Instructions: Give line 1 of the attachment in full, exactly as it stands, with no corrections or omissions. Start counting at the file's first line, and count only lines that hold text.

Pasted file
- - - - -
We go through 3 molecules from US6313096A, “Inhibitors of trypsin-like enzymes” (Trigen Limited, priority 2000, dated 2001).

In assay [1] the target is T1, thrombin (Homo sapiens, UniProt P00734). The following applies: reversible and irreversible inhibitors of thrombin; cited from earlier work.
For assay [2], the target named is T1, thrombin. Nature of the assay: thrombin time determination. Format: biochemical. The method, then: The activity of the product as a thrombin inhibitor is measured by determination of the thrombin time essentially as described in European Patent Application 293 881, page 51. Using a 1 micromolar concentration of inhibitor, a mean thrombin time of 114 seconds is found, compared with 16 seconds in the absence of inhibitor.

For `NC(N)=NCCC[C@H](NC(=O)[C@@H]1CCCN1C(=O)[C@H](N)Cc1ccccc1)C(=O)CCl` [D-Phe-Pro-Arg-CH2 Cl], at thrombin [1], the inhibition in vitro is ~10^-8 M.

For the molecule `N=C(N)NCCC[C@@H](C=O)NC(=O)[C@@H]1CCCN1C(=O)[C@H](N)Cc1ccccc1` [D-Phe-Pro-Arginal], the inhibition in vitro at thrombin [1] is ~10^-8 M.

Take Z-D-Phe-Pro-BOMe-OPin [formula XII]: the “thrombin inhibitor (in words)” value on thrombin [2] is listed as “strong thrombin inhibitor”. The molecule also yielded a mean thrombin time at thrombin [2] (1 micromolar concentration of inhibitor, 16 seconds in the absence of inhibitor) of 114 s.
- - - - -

We go through 3 molecules from US6313096A, “Inhibitors of trypsin-like enzymes” (Trigen Limited, priority 2000, dated 2001).